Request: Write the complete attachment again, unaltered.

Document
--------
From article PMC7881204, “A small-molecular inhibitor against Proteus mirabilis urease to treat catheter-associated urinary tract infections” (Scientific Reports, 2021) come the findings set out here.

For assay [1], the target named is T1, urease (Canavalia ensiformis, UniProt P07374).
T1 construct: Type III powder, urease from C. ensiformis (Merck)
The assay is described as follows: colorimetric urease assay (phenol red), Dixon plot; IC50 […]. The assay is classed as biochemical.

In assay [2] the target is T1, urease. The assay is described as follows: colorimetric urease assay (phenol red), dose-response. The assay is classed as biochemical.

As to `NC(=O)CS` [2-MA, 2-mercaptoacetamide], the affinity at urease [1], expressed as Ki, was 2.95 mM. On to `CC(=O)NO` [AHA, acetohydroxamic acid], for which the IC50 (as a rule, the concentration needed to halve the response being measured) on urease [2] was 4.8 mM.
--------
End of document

From article PMC7881204, “A small-molecular inhibitor against Proteus mirabilis urease to treat catheter-associated urinary tract infections” (Scientific Reports, 2021) come the findings set out here.

For assay [1], the target named is T1, urease (Canavalia ensiformis, UniProt P07374).
T1 construct: Type III powder, urease from C. ensiformis (Merck)
The assay is described as follows: colorimetric urease assay (phenol red), Dixon plot; IC50 […]. The assay is classed as biochemical.

In assay [2] the target is T1, urease. The assay is described as follows: colorimetric urease assay (phenol red), dose-response. The assay is classed as biochemical.

As to `NC(=O)CS` [2-MA, 2-mercaptoacetamide], the affinity at urease [1], expressed as Ki, was 2.95 mM. On to `CC(=O)NO` [AHA, acetohydroxamic acid], for which the IC50 (as a rule, the concentration needed to halve the response being measured) on urease [2] was 4.8 mM.